"Indeed, Mr. Sibbach of Sun Valley approached Ms. Street requesting permission and authorization from Ms. Street to use her name and image in a new wave of advertising and promotional material. Ms. Street declined Mr. Sibbach’s offer and refused to consent to the use of her name and/or image. In fact, Ms. Street has entered into an agreement with a competitor of Sun Valley."

Sun Valley general manager Wally Huffman said he believes Street’s case holds little weight.

"Last August we first talked with her legal people," he said in an interview. "At that time and at this time we don’t think their case has any merit. I just got notice (about the lawsuit) and until we have the chance to review it further, we’re going to reserve comment."

Evans, one of two Street lawyers who filed the complaint, said a lawsuit was not Street’s preference.

"The law firm that’s representing Sun Valley took an outrageous position," he said.

Street’s suit charges seven counts against Sun Valley Co., including violation of federal and Idaho laws.

The suit alleges violations of the federal Lanham Act, which grants award of civil damages for the unauthorized use of commercial names and symbols. According to the act, any person who sells goods or services using a name that is likely to "deceive as to the affiliation, connection or association of such person," is subject to legal action.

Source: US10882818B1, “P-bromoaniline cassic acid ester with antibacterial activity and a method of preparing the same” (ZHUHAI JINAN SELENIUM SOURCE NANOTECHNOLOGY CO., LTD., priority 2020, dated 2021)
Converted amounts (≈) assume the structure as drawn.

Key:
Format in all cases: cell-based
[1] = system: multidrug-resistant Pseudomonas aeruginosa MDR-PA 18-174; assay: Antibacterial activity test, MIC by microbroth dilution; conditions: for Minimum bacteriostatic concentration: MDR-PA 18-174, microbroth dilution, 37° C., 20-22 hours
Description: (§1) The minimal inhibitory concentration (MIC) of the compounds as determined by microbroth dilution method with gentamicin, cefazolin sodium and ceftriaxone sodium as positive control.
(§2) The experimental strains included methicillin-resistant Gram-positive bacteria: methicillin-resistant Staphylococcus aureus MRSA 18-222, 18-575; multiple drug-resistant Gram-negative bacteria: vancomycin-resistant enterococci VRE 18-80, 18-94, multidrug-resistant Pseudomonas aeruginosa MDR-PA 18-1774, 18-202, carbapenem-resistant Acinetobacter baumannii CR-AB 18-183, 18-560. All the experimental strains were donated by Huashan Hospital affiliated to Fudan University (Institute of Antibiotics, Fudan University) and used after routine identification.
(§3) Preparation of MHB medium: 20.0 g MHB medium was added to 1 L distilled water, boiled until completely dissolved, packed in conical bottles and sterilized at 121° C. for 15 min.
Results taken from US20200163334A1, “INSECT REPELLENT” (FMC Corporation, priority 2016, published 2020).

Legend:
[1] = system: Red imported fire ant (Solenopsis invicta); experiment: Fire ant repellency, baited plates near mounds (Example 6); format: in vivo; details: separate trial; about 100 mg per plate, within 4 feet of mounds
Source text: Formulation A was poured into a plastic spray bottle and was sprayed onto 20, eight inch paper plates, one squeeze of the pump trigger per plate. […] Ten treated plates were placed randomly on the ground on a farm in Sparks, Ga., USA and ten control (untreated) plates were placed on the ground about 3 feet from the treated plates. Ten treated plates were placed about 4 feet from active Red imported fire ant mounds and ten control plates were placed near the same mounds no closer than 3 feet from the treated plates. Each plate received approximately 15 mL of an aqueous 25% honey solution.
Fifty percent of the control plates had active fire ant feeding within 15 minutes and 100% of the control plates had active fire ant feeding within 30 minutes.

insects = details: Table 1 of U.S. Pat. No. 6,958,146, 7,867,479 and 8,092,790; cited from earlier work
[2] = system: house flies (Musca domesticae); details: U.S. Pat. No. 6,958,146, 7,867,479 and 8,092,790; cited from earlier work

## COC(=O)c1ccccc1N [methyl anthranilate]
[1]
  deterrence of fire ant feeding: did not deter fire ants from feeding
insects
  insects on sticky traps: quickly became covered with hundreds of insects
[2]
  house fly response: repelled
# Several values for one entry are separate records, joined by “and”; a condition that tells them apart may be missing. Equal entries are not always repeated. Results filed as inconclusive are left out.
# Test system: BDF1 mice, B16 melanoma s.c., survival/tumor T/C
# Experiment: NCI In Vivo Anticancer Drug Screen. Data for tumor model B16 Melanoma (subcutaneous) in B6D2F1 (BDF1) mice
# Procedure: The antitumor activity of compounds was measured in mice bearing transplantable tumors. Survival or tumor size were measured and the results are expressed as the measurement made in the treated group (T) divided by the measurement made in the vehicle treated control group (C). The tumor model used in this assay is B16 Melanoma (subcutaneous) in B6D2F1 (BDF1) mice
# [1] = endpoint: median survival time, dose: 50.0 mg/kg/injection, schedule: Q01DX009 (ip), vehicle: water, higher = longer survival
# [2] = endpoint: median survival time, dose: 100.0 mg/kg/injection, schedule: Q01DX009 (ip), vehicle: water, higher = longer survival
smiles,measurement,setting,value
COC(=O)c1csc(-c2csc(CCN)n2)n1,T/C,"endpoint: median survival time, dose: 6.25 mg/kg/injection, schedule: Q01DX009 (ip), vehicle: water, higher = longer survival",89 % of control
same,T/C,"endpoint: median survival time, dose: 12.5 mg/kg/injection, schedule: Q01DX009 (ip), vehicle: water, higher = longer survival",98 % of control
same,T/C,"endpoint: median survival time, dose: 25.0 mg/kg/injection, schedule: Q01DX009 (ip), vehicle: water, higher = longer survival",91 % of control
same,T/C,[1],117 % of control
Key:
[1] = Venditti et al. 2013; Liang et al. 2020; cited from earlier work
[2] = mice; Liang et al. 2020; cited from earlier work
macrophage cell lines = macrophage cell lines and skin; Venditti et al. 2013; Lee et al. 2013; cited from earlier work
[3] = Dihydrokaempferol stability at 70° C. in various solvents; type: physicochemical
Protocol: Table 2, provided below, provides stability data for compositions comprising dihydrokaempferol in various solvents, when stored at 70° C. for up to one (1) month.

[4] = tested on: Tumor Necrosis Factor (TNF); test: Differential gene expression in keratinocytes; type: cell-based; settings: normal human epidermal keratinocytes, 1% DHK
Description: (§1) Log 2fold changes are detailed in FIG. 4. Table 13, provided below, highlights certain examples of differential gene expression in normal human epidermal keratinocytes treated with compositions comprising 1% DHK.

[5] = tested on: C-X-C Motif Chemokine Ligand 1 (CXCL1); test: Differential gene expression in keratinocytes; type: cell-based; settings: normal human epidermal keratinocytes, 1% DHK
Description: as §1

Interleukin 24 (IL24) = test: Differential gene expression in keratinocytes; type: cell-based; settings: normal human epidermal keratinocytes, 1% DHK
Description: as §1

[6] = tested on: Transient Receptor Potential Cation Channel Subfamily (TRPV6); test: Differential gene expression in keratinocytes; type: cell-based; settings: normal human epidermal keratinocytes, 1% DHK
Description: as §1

It also states that plaintiffs, if they prevail, are entitled to recover "defendant’s profits, any damages sustained by the plaintiff, and the costs of the action."

Ken Freudenberg, a Colorado attorney specializing in intellectual property, said that judging by a description of the suit, "it certainly would seem that there’s some merit to it."

Freudenberg said that, generally, the names of famous living people cannot be used for promotional purposes without their consent.

"If there’s value in their name, then they’re entitled to it instead of everyone else," he said in a telephone interview. "I think that she may under present-day law have a pretty good case because they’re trying to ride on her coattails."

Freudenberg pointed as an example to a suit won by entertainer Johnny Carson against a portable toilet company that had adopted the name "Here’s Johnny."

Freudenberg said Street may have a case even though the Sun Valley ads contained a factual statement rather than an endorsement. He pointed out that if a company terminates a promotional contract with an athlete, it can’t then say "He used our stuff last year."

However, Freudenberg speculated that if Street prevails, it is unlikely she will be able to collect as damages all Sun Valley’s profits since the allegedly unauthorized ads began to run, as she is asking. Under the Lanham Act, such damages are permissible, but are "subject to the principles of equity."

"It’s hard to conceive of a court actually doing that," Freudenberg said. "It’s not that having her name in the ad generated all the profits for the ski area."

The likely damage award, he said, would be the value of the contract Sun Valley would need to have entered into to legally use Street’s name. However, Freudenberg said, based on his experience with similar suits, Street’s case is likely to be settled before going to trial.

"Filing a suit is cheap," he said. "Litigating one is expensive."